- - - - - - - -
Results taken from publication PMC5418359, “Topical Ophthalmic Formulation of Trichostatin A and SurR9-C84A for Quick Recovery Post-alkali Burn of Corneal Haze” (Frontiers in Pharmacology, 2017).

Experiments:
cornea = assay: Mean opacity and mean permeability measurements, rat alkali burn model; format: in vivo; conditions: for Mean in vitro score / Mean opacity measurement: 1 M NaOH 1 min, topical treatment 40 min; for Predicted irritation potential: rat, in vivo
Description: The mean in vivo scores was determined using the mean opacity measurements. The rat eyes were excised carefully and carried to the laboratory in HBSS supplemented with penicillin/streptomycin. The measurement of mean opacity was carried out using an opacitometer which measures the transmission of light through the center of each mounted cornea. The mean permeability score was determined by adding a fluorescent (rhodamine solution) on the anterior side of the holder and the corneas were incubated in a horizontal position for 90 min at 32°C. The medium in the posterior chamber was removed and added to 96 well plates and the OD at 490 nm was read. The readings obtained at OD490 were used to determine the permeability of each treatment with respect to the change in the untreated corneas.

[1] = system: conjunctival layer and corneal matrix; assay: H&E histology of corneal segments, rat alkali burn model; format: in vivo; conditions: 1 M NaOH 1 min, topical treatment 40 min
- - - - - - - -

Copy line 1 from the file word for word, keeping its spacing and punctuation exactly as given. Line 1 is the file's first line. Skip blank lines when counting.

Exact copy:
Results taken from publication PMC5418359, “Topical Ophthalmic Formulation of Trichostatin A and SurR9-C84A for Quick Recovery Post-alkali Burn of Corneal Haze” (Frontiers in Pharmacology, 2017).